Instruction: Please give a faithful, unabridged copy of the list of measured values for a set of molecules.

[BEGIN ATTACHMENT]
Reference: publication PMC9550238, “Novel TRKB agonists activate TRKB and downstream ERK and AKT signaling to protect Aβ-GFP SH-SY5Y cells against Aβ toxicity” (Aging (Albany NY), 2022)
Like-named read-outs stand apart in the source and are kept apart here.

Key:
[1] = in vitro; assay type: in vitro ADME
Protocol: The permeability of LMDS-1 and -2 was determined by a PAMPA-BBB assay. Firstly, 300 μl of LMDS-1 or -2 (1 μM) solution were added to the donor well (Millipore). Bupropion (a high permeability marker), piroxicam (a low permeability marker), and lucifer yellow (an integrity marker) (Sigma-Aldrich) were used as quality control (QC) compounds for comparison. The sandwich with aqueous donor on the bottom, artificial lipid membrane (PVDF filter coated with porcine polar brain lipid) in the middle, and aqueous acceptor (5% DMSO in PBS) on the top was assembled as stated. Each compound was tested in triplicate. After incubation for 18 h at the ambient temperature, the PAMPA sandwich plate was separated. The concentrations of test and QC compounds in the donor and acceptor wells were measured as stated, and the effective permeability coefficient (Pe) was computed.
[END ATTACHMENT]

Reference: publication PMC9550238, “Novel TRKB agonists activate TRKB and downstream ERK and AKT signaling to protect Aβ-GFP SH-SY5Y cells against Aβ toxicity” (Aging (Albany NY), 2022)
Like-named read-outs stand apart in the source and are kept apart here.

Key:
[1] = in vitro; assay type: in vitro ADME
Protocol: The permeability of LMDS-1 and -2 was determined by a PAMPA-BBB assay. Firstly, 300 μl of LMDS-1 or -2 (1 μM) solution were added to the donor well (Millipore). Bupropion (a high permeability marker), piroxicam (a low permeability marker), and lucifer yellow (an integrity marker) (Sigma-Aldrich) were used as quality control (QC) compounds for comparison. The sandwich with aqueous donor on the bottom, artificial lipid membrane (PVDF filter coated with porcine polar brain lipid) in the middle, and aqueous acceptor (5% DMSO in PBS) on the top was assembled as stated. Each compound was tested in triplicate. After incubation for 18 h at the ambient temperature, the PAMPA sandwich plate was separated. The concentrations of test and QC compounds in the donor and acceptor wells were measured as stated, and the effective permeability coefficient (Pe) was computed.